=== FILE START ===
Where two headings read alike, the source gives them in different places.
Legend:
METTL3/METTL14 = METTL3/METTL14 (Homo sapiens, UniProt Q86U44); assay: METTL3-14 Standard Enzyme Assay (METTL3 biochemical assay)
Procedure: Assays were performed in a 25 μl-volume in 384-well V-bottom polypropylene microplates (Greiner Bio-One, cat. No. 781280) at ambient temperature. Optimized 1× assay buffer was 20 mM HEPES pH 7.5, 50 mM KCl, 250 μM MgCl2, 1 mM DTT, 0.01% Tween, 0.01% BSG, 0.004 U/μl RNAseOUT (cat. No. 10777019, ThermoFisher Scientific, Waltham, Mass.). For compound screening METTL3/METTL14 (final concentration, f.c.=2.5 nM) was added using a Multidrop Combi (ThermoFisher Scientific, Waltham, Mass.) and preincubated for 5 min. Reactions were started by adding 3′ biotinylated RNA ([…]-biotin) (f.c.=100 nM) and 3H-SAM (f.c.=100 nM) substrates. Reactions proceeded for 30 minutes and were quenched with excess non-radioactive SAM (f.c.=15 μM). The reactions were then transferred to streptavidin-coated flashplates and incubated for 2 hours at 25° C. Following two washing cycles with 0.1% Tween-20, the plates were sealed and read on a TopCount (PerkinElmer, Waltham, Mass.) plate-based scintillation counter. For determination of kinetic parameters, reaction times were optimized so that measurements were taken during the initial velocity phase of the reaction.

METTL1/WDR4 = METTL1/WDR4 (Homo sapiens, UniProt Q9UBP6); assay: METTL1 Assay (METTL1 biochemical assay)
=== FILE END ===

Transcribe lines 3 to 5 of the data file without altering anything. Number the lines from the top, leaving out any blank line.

METTL3/METTL14 = METTL3/METTL14 (Homo sapiens, UniProt Q86U44); assay: METTL3-14 Standard Enzyme Assay (METTL3 biochemical assay)
Procedure: Assays were performed in a 25 μl-volume in 384-well V-bottom polypropylene microplates (Greiner Bio-One, cat. No. 781280) at ambient temperature. Optimized 1× assay buffer was 20 mM HEPES pH 7.5, 50 mM KCl, 250 μM MgCl2, 1 mM DTT, 0.01% Tween, 0.01% BSG, 0.004 U/μl RNAseOUT (cat. No. 10777019, ThermoFisher Scientific, Waltham, Mass.). For compound screening METTL3/METTL14 (final concentration, f.c.=2.5 nM) was added using a Multidrop Combi (ThermoFisher Scientific, Waltham, Mass.) and preincubated for 5 min. Reactions were started by adding 3′ biotinylated RNA ([…]-biotin) (f.c.=100 nM) and 3H-SAM (f.c.=100 nM) substrates. Reactions proceeded for 30 minutes and were quenched with excess non-radioactive SAM (f.c.=15 μM). The reactions were then transferred to streptavidin-coated flashplates and incubated for 2 hours at 25° C. Following two washing cycles with 0.1% Tween-20, the plates were sealed and read on a TopCount (PerkinElmer, Waltham, Mass.) plate-based scintillation counter. For determination of kinetic parameters, reaction times were optimized so that measurements were taken during the initial velocity phase of the reaction.

METTL1/WDR4 = METTL1/WDR4 (Homo sapiens, UniProt Q9UBP6); assay: METTL1 Assay (METTL1 biochemical assay)